Drainage board chairman Jim Sexton asked if there was any way to get the Indiana Department of Transportation to help. There's a general consensus, at least among everyone not employed by INDOT, that the highway's design, itself, is the major cause of the problem.
“Could we get someone from INDOT to come to a meeting and talk about this?” Sexton said. “This is going to be a pretty expensive project for Ray to have to take on all by himself.”
“Get someone to come to a meeting? We can't get anyone from INDOT to return a phone call about this,” Vermillion said. “They don't want anything to do with this.”
McCormick said he has a few permitting hoops yet to jump through but he hopes to get started this summer. He said he wants to do as much of the work as he can himself in order to hold down the project's cost.
“But it's still going to be expensive,” McCormick said.
The Bonewitz/Dellinger ditches in the southeastern part of the county run to nearly 13 miles winding their way from near the South Knox schools on Indiana 61 to south of Main Street Road, providing drainage for 16,500 acres, much of it prime farm ground.
Downstream the ditches' confluence with Williams Ditch forms the Upper River Deshee; that eventually forms Pless Ditch that carries water on down to the White River at Decker.
“Really, what we have out there is one massive watershed with all these drains running together,” Vermillion said, calling the Bonewitz/Dellinger watershed by itself “a monster.”
For years landowners in the area have been trying to get the county to take action on getting the Bonewitz/Dellinger ditches cleaned out. Some 40 years ago there was an initial movement towards getting the work done. But that eventually petered out.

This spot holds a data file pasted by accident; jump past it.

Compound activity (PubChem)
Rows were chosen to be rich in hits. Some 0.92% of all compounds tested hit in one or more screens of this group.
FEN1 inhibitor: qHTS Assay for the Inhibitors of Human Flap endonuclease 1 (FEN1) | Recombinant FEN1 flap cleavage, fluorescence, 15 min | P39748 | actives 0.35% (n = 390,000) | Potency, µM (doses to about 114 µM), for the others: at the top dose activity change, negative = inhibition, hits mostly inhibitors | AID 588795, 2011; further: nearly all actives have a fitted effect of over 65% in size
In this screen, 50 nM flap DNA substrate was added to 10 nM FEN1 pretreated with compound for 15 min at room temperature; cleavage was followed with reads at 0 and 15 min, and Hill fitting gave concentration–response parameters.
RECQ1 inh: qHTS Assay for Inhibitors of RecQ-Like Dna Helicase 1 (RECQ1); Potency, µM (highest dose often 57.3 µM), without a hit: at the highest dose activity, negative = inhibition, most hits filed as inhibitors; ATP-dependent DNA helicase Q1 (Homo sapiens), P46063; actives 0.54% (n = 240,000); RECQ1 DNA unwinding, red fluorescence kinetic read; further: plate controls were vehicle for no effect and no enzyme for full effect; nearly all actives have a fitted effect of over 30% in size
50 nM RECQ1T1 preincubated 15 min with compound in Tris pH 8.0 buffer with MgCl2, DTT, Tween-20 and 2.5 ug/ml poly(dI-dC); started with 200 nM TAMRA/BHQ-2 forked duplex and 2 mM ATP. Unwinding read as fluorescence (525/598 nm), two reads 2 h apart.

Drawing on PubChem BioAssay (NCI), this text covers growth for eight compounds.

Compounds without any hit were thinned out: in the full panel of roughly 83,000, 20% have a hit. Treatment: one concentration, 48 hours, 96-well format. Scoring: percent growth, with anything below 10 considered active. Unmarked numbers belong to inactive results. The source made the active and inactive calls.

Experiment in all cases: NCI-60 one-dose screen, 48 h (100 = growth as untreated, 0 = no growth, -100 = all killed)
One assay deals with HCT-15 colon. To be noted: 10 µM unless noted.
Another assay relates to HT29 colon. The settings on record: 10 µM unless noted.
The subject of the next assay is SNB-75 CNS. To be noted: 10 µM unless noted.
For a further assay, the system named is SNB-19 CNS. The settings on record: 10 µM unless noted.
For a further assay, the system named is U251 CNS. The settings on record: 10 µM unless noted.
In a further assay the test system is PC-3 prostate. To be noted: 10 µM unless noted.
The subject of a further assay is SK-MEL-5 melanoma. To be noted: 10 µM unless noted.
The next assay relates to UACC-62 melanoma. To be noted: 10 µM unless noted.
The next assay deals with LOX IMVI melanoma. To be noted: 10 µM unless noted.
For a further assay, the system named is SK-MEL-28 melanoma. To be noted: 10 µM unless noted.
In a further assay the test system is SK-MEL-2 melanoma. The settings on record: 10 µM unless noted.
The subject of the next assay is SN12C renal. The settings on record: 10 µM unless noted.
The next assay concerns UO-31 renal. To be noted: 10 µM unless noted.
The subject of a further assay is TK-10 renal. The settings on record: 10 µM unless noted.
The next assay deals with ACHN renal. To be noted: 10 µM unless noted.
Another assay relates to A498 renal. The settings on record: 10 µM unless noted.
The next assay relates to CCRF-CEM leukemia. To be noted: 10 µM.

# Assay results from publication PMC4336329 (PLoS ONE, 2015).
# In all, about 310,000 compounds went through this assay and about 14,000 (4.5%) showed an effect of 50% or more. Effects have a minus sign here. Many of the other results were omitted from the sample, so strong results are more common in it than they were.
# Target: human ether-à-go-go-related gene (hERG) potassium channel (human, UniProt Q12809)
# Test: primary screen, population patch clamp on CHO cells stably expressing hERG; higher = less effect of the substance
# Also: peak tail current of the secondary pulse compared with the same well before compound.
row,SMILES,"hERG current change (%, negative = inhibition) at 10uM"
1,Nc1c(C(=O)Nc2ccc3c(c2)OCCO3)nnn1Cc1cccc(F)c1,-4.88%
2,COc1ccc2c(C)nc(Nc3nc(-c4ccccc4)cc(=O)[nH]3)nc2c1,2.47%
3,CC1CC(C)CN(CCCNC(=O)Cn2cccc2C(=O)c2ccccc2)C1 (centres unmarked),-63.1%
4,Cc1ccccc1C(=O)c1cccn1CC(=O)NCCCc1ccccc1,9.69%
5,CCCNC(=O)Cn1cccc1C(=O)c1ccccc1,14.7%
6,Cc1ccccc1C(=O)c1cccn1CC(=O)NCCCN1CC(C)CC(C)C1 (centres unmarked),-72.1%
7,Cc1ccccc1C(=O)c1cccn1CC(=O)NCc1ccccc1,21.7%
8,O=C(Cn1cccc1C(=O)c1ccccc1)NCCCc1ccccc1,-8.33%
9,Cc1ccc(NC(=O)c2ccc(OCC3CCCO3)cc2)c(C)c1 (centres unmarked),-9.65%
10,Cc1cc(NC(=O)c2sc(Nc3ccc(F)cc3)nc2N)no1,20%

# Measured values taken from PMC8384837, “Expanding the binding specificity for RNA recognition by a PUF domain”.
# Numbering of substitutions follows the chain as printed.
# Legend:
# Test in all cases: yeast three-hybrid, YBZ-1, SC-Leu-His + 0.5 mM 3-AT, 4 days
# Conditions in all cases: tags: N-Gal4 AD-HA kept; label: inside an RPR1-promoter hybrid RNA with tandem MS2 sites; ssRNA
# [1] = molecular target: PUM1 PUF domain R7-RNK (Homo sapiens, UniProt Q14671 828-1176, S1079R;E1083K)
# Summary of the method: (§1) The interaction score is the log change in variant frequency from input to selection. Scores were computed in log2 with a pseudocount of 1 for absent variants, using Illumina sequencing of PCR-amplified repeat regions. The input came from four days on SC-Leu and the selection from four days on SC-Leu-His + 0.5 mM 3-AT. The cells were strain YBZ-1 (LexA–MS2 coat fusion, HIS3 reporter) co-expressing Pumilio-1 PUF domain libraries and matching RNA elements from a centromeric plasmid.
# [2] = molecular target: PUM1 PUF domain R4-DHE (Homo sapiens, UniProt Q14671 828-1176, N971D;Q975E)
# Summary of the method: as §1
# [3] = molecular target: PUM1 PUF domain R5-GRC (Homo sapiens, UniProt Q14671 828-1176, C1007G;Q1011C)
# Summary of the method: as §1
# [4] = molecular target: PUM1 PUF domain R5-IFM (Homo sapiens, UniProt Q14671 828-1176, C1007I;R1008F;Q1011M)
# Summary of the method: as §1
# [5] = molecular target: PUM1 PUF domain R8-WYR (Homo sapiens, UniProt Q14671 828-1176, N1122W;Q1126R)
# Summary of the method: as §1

A contingent of landowners were again in attendance at Wednesday evening's drainage board meeting, almost four years to the day they had last come in search of the county's help.
“We saw where we were next on the list,” Duane Vories said.
Indeed, last month the board agreed the Bonewitz/Dellinger ditches would be the next project to be undertaken.
Now the question is whether the board will have enough money to do the work.
An analysis done by Vermillion put the cost at around $340,000 just to clean out the channel, removing long jams, trees and other obstructions.
“And that was a couple of years ago,” he said. “I don't know what it would be now.”
It is unlikely the board would have that much money available in its General Drain Improvement Fund by the end of the year.
Board member Terry Vieck suggested doing the project in stages, using what money the board would have and addressing the worst section first. Even if it meant only doing one side of the ditches “it would be money well spent.”
Vories pointed to the area between Ind. 61 and Hart Street Road as being where water flow is the most constricted.
“If you can clean that area out first, that would be a big help,” he said.
Finding the money will still be a challenge. The board hopes to receive an additional “loan” from the county council to make sure its work won't be delayed.
“The quicker we can get on this the better,” Vieck said.
Vermillion said he'd actually found the original designs for the ditches, dating back to 1946-47, which would be a “huge help” in re-establishing the ditches' original designs.
“Hopefully, the reference points are still there,” he said. “Some of them mention a nail in a tree or a mark on a bridge abutment.
“Maybe those trees are still there and those bridges are still there, but after 70-plus years, you kind of doubt it.”